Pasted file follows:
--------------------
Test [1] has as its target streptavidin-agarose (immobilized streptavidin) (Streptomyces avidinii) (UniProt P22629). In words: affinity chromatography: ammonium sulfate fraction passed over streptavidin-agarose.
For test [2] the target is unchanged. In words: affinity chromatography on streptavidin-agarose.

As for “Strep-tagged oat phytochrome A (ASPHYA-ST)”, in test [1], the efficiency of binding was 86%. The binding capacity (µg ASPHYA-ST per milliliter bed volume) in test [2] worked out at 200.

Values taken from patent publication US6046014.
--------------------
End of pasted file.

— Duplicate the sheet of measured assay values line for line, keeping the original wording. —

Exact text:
Test [1] has as its target streptavidin-agarose (immobilized streptavidin) (Streptomyces avidinii) (UniProt P22629). In words: affinity chromatography: ammonium sulfate fraction passed over streptavidin-agarose.
For test [2] the target is unchanged. In words: affinity chromatography on streptavidin-agarose.

As for “Strep-tagged oat phytochrome A (ASPHYA-ST)”, in test [1], the efficiency of binding was 86%. The binding capacity (µg ASPHYA-ST per milliliter bed volume) in test [2] worked out at 200.

Values taken from patent publication US6046014.